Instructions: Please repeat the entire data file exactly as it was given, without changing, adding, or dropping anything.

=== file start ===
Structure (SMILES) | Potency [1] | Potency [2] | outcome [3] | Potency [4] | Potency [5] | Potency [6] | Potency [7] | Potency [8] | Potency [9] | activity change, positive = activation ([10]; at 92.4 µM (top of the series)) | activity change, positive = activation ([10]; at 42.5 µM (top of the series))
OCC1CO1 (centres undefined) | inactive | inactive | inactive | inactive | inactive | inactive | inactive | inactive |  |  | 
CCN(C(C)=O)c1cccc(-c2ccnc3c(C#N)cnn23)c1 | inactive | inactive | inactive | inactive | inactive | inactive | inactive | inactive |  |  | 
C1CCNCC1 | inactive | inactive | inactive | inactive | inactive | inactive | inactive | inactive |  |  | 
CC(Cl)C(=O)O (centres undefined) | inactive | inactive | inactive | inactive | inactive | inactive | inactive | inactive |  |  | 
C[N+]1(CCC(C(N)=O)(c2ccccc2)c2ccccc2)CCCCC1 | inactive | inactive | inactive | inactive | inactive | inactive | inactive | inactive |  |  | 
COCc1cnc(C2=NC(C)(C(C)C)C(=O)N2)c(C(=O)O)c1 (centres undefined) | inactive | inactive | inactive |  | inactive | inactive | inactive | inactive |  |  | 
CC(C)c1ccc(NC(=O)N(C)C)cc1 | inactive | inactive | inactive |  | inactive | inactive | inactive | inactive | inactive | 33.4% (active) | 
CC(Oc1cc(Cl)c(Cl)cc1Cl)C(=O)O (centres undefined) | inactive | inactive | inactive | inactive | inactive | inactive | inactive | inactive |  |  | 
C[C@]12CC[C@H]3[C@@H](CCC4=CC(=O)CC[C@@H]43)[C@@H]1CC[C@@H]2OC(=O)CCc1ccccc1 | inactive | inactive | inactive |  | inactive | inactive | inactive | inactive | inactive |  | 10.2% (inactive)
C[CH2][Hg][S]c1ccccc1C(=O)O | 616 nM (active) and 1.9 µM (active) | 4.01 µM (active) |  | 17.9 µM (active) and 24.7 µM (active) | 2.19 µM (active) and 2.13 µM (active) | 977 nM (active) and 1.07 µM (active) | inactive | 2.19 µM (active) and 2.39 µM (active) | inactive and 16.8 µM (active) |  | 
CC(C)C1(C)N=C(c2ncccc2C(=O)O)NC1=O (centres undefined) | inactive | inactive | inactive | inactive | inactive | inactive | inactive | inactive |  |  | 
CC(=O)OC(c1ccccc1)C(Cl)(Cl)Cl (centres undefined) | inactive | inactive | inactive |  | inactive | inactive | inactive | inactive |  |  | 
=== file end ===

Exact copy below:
Structure (SMILES) | Potency [1] | Potency [2] | outcome [3] | Potency [4] | Potency [5] | Potency [6] | Potency [7] | Potency [8] | Potency [9] | activity change, positive = activation ([10]; at 92.4 µM (top of the series)) | activity change, positive = activation ([10]; at 42.5 µM (top of the series))
OCC1CO1 (centres undefined) | inactive | inactive | inactive | inactive | inactive | inactive | inactive | inactive |  |  | 
CCN(C(C)=O)c1cccc(-c2ccnc3c(C#N)cnn23)c1 | inactive | inactive | inactive | inactive | inactive | inactive | inactive | inactive |  |  | 
C1CCNCC1 | inactive | inactive | inactive | inactive | inactive | inactive | inactive | inactive |  |  | 
CC(Cl)C(=O)O (centres undefined) | inactive | inactive | inactive | inactive | inactive | inactive | inactive | inactive |  |  | 
C[N+]1(CCC(C(N)=O)(c2ccccc2)c2ccccc2)CCCCC1 | inactive | inactive | inactive | inactive | inactive | inactive | inactive | inactive |  |  | 
COCc1cnc(C2=NC(C)(C(C)C)C(=O)N2)c(C(=O)O)c1 (centres undefined) | inactive | inactive | inactive |  | inactive | inactive | inactive | inactive |  |  | 
CC(C)c1ccc(NC(=O)N(C)C)cc1 | inactive | inactive | inactive |  | inactive | inactive | inactive | inactive | inactive | 33.4% (active) | 
CC(Oc1cc(Cl)c(Cl)cc1Cl)C(=O)O (centres undefined) | inactive | inactive | inactive | inactive | inactive | inactive | inactive | inactive |  |  | 
C[C@]12CC[C@H]3[C@@H](CCC4=CC(=O)CC[C@@H]43)[C@@H]1CC[C@@H]2OC(=O)CCc1ccccc1 | inactive | inactive | inactive |  | inactive | inactive | inactive | inactive | inactive |  | 10.2% (inactive)
C[CH2][Hg][S]c1ccccc1C(=O)O | 616 nM (active) and 1.9 µM (active) | 4.01 µM (active) |  | 17.9 µM (active) and 24.7 µM (active) | 2.19 µM (active) and 2.13 µM (active) | 977 nM (active) and 1.07 µM (active) | inactive | 2.19 µM (active) and 2.39 µM (active) | inactive and 16.8 µM (active) |  | 
CC(C)C1(C)N=C(c2ncccc2C(=O)O)NC1=O (centres undefined) | inactive | inactive | inactive | inactive | inactive | inactive | inactive | inactive |  |  | 
CC(=O)OC(c1ccccc1)C(Cl)(Cl)Cl (centres undefined) | inactive | inactive | inactive |  | inactive | inactive | inactive | inactive |  |  | 